My latest Christian Courier column assesses the recent American military loss in Afghanistan, which recalls to mind the Vietnam fiasco: A humiliating defeat. An excerpt:

When the U.S. invaded Afghanistan in 2001, many of us had hoped that the U.S. had learnt its lesson from a quarter century earlier. And what was that lesson? Make sure that any foreign military involvement clearly defends legitimate American interests, know the country and its people where your troops are stationed, and keep the goals realistic. Among other things, this rules out nation-building.

Unfortunately, the George W. Bush administration, once its troops were on the ground in Afghanistan and later Iraq, succumbed to idealistic dreams of reshaping these countries into stable constitutional democracies. Unfortunately, a successful democracy is dependent on two major factors: first, a cohesive sense of nationhood, and second, supportive political traditions. Both were absent in the two countries. This practically guaranteed that the wars would become quagmires with no easy exit.

Read the entire column here.

27 September 2021

Canada more divided than ever

First Things has published my brief postmortem on last week's federal election here in Canada: Canada more divided than ever. Here is an excerpt:

Earlier this year there was no sign that the other parties, including the Conservatives, New Democrats, Bloc Québécois, and Greens, were ready to bring down the government. Nevertheless, like his predecessors before him, Trudeau decided that parliament had become dysfunctional—because it was not following his every wish and was doing what a parliament ought to do, namely, holding the government accountable for its actions. So last month Trudeau went to the newly appointed governor general, Mary Simon, and requested an early dissolution of parliament—something no governor general has refused since 1926.

Trudeau wanted to try for another majority government so he would have a freer hand. Canadians saw through this immediately, and his standing in the public opinion polls began to slide. At that point he looked set to lose his gamble and possibly even his government. But when Canadians went to the polls this week, they delivered their verdict: more of the same.

Read the entire article here.

16 September 2021

September newsletter

My Global Scholars Canada newsletter has been posted here: SEPTEMBER 2021 newsletter.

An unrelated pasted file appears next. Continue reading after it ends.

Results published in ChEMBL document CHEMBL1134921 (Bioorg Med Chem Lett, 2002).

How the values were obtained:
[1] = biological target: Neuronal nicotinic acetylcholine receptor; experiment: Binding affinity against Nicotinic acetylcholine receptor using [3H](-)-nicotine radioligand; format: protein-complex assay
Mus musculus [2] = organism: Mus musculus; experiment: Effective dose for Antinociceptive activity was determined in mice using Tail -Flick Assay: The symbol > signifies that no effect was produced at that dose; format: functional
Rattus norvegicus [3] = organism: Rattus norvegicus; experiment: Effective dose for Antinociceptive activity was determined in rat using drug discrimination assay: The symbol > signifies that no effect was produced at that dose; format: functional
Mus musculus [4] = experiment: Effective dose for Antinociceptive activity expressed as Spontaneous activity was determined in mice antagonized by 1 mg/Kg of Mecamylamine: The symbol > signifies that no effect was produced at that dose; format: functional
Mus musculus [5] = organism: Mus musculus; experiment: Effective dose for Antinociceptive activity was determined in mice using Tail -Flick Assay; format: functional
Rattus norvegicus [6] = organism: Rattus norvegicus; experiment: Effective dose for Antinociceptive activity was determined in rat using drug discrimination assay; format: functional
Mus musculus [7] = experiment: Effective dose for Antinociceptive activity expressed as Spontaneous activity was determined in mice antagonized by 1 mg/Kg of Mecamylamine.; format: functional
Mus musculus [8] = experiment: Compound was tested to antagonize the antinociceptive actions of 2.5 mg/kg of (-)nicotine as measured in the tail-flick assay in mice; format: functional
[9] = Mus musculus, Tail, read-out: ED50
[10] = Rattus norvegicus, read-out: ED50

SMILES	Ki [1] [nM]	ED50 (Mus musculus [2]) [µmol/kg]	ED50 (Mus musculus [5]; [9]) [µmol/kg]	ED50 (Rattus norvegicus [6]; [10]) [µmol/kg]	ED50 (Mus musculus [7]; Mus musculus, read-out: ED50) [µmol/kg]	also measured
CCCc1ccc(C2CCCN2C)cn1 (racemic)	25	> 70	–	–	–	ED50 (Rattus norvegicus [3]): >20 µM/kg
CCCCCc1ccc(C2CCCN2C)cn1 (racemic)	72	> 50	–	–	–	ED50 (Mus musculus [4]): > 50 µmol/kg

14 September 2021

At last!

Christian Courier has published the story of my recently completed Genevan Psalter project: At last! An excerpt:

This more systematic method enabled me to work through the remainder of the Psalms at a faster pace than I had anticipated. Thus, by the middle of August, I had completed the remaining unfinished psalms, at last reaching 150, thereby exceeding the target I had set for myself in the Reid Trust proposal.

The result of my efforts is not literary elegance. Some of the Psalms are rhymed, but not all. In fact, reading some of them without the music will not suggest that we have crossed from prose into verse, but they definitely fit the Genevan tunes, conforming strictly to their somewhat irregular metres.

What will I do with all this? I hope to find someone to publish my collection so as to disseminate knowledge of the Genevan Psalter, not only among English-speaking Reformed Christians, but among other Christians unfamiliar with the liturgical use of the biblical Psalter.

Read the entire article here.

13 September 2021

The second Brazilian edition: Visões e Ilusões Políticas

Last week I finally received four copies of the second Brazilian edition of Political Visions and Illusions from InterVarsity Press.




11 September 2021

The choices before us

Christian Courier has posted a second online article of mine in the run-up to the federal election: The choices before us. An excerpt:

As is generally the case, there is no obvious choice that is more Christian than the others. While the Liberals and the New Democrats are usually stronger on care for the poor and vulnerable in our society, their dogmatism on the so-called social issues, such as abortion, euthanasia and gender issues, makes them suspect to followers of the older faith traditions. Similarly, while Conservatives often, but not always, manifest a greater appreciation for the diversity of nonstate communities in Canada, they can just as easily appear insensitive to marginalized groups and to the physical environment.

Voting one way or the other will not usher in God’s kingdom, nor would we expect it to. We will thus likely vote in one of two ways: either for the party we think will do the least damage to the country, or for the best features of one party while hoping and praying that they will outweigh its negatives.

Read the entire article here.